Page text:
Public to have say on council boundary shift

THE Local Government Boundary Commission for England are asking residents for their help to draw up a new pattern of wards for Woking Borough Council.

Following a public consultation last year, the independent commission have also announced that they favour the recommendation that the local authority should reduce their number of councillors from the current 36 to 30 in future.

LOCAL APPEAL – Chairman Max Caller

LOCAL APPEAL – Chairman Max Caller

This would mean that there would be three borough councillors for each of the 10 wards when the whole council stand for re-election in 2016.

The commission are responsible for reviewing local authority electoral arrangements, defining boundaries for local elections and the number of councillors to be elected, as well as conducting reviews of local government external boundaries and structures.

They are now asking for information from residents and groups across Woking to enable them to produce new ward boundaries to accommodate a reduced number of officials. In drawing up these boundaries, the commission aim to deliver electoral equality for voters in council elections so that each councillor represents roughly the same number of voters.

The review also aims to ensure that the new council wards reflect, as far as possible, the interests and identities of communities across Woking.

Boundary Commission Chairman, Max Caller, said: “The starting point of an electoral review is for the commission to take a view on the number of councillors who should represent the authority in future.

“On the evidence presented to us, we are minded to recommend that Woking should have 30 councillors in future, six fewer than at present.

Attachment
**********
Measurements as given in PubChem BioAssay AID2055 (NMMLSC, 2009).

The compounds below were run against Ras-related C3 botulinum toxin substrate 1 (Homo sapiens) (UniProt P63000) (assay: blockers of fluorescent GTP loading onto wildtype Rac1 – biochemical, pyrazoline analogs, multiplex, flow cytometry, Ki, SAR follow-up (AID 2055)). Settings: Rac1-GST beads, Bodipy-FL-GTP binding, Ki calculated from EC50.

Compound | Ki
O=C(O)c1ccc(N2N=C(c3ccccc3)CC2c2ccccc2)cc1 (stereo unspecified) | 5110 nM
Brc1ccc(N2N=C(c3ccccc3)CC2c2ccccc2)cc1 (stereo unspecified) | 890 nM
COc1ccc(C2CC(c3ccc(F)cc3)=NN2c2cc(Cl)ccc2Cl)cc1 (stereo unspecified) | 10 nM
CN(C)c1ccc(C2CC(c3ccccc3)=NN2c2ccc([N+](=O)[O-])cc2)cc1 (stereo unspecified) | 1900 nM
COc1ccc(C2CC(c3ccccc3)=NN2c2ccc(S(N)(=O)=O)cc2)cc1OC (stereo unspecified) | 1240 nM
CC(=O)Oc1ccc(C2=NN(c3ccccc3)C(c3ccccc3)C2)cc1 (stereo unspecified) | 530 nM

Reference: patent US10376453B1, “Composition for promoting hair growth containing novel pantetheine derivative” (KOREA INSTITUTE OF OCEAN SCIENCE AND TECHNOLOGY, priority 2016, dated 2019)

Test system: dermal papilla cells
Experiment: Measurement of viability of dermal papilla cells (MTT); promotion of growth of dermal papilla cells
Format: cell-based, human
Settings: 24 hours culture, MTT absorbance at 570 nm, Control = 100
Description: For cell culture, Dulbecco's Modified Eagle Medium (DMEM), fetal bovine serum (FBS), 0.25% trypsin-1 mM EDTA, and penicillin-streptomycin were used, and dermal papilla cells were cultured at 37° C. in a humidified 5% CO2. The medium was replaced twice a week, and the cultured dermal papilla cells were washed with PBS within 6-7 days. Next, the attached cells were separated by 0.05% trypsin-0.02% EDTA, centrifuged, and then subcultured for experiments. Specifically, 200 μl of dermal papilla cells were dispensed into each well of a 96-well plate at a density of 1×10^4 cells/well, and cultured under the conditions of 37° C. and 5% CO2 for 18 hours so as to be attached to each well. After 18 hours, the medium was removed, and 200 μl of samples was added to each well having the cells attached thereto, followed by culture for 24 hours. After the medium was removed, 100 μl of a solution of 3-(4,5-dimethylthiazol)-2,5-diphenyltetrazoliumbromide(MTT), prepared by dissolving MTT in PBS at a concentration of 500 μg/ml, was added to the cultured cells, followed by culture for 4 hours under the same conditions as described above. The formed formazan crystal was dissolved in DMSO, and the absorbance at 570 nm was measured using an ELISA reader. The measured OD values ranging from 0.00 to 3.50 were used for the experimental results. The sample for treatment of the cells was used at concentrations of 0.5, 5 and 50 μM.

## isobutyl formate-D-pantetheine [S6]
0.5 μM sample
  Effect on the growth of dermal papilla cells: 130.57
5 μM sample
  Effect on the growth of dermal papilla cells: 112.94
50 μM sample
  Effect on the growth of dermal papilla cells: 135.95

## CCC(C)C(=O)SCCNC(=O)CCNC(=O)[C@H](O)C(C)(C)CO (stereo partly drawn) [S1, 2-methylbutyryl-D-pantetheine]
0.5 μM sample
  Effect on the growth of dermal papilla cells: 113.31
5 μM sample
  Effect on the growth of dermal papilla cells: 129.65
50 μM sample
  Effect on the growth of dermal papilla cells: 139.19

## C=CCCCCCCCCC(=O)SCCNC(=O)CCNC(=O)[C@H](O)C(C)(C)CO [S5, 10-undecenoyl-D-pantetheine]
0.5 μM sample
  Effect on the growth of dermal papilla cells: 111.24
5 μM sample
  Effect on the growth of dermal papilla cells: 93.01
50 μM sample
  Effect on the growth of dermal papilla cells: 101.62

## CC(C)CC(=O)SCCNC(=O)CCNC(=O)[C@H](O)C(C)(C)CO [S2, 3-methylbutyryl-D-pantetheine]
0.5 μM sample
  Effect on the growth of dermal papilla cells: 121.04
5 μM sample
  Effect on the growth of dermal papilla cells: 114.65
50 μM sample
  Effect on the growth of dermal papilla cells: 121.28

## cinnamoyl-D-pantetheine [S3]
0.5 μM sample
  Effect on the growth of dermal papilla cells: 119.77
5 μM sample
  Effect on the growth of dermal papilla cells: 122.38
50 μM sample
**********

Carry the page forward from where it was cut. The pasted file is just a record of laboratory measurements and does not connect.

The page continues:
“We are now asking local people and organisations to help us draw up new wards for Woking.

“As we develop the recommendations, we will take into account local community identities as well as ensuring electoral equality for voters.

“Your views will make a difference. We will carefully consider all evidence that is provided during this phase of the review, whoever it is from, and whether it applies to the whole of Woking or just a small part of the borough.

“We will publish all the submissions on our website so that local people can see all the various proposals we receive.

“Residents will then have a further chance to have their say after we publish our draft recommendations in July 2014.”

Leader of Woking Borough Council, Councillor John Kingsbury, said: “I am delighted that the Boundary Commission supported our submission that the size of the council should be reduced to 30 members from 2016.

“This will save money for residents whilst ensuring that local people are properly represented.

“We have been committed to improving value for money over recent years and this will help us to continue to do so in the future.”

The council have set up a task group of five councillors to look at where the boundaries should be before the proposals go to public consultation.

Cllr Kingsbury added: “We will be publishing our initial thoughts on the revised wards in the borough in February.

“As we are continuing to hold elections each year with a third of the seats on the council being contested [in rotation], our new wards, as required by the new national arrangements, will each be ‘three-member wards’.

“Accordingly, our proposals will show how the borough can, in our view, be properly represented by 10 three-member wards.

“It is our intention to publish our initial proposals for public consultation and then take representations into account before determining our submission to the Boundary Commi-ssion in late March.”

The proposals will also be displayed on boards in the town centre.

Residents have until April 1 to submit their views to the Boundary Commission. Further information on the boundary review and interactive maps of the existing wards can be seen at and

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